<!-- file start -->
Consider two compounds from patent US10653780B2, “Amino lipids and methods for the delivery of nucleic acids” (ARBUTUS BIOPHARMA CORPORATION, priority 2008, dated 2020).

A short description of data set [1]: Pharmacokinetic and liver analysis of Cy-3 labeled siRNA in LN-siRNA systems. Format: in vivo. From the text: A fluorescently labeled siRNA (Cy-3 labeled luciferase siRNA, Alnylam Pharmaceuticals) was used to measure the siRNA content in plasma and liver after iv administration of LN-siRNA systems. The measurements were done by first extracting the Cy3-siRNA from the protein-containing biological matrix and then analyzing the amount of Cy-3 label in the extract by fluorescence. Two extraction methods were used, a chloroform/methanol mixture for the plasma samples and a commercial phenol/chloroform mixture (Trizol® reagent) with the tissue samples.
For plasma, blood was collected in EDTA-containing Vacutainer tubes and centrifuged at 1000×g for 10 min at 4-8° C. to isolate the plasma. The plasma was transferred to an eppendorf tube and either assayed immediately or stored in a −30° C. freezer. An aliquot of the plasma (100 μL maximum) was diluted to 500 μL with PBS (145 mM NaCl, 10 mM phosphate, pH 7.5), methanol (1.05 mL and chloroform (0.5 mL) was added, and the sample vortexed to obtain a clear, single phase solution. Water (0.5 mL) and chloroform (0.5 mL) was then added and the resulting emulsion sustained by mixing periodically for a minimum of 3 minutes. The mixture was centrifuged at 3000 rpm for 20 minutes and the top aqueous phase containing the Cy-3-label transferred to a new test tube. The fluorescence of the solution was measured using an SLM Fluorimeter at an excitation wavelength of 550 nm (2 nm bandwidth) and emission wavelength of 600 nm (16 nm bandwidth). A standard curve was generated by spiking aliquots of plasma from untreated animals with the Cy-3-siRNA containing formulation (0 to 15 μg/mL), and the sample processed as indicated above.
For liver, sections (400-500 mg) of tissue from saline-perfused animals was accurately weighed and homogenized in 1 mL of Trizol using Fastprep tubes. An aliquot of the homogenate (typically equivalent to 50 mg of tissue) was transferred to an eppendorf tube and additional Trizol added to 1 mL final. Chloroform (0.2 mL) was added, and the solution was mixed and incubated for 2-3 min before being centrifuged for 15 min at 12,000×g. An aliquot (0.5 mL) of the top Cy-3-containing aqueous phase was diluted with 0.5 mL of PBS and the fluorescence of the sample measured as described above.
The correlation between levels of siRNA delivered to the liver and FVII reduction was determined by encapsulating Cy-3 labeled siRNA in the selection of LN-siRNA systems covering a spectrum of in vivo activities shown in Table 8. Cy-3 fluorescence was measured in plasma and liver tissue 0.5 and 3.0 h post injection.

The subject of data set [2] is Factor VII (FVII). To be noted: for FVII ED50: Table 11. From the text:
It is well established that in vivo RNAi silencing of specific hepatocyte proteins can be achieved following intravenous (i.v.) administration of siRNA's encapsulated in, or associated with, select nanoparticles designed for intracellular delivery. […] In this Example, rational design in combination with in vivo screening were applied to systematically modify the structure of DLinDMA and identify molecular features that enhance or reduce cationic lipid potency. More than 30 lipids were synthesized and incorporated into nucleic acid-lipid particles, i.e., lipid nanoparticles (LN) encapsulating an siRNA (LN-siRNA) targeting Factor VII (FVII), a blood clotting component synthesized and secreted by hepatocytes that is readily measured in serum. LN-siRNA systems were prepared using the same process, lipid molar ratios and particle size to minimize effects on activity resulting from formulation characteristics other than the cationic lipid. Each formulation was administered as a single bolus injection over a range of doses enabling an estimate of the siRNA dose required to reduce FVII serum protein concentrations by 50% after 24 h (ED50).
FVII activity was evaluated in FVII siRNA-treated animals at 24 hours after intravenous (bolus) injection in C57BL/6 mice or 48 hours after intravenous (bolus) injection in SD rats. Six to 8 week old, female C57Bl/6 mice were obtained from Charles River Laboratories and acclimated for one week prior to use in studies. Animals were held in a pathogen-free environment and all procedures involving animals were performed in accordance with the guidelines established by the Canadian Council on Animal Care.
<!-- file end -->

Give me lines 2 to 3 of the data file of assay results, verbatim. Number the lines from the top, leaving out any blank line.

A short description of data set [1]: Pharmacokinetic and liver analysis of Cy-3 labeled siRNA in LN-siRNA systems. Format: in vivo. From the text: A fluorescently labeled siRNA (Cy-3 labeled luciferase siRNA, Alnylam Pharmaceuticals) was used to measure the siRNA content in plasma and liver after iv administration of LN-siRNA systems. The measurements were done by first extracting the Cy3-siRNA from the protein-containing biological matrix and then analyzing the amount of Cy-3 label in the extract by fluorescence. Two extraction methods were used, a chloroform/methanol mixture for the plasma samples and a commercial phenol/chloroform mixture (Trizol® reagent) with the tissue samples.
For plasma, blood was collected in EDTA-containing Vacutainer tubes and centrifuged at 1000×g for 10 min at 4-8° C. to isolate the plasma. The plasma was transferred to an eppendorf tube and either assayed immediately or stored in a −30° C. freezer. An aliquot of the plasma (100 μL maximum) was diluted to 500 μL with PBS (145 mM NaCl, 10 mM phosphate, pH 7.5), methanol (1.05 mL and chloroform (0.5 mL) was added, and the sample vortexed to obtain a clear, single phase solution. Water (0.5 mL) and chloroform (0.5 mL) was then added and the resulting emulsion sustained by mixing periodically for a minimum of 3 minutes. The mixture was centrifuged at 3000 rpm for 20 minutes and the top aqueous phase containing the Cy-3-label transferred to a new test tube. The fluorescence of the solution was measured using an SLM Fluorimeter at an excitation wavelength of 550 nm (2 nm bandwidth) and emission wavelength of 600 nm (16 nm bandwidth). A standard curve was generated by spiking aliquots of plasma from untreated animals with the Cy-3-siRNA containing formulation (0 to 15 μg/mL), and the sample processed as indicated above.